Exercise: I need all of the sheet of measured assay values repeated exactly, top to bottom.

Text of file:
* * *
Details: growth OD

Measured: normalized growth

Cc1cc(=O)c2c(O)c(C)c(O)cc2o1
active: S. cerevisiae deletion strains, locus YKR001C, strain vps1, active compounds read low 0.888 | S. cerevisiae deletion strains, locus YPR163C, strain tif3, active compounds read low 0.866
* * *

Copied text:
Details: growth OD

Measured: normalized growth

Cc1cc(=O)c2c(O)c(C)c(O)cc2o1
active: S. cerevisiae deletion strains, locus YKR001C, strain vps1, active compounds read low 0.888 | S. cerevisiae deletion strains, locus YPR163C, strain tif3, active compounds read low 0.866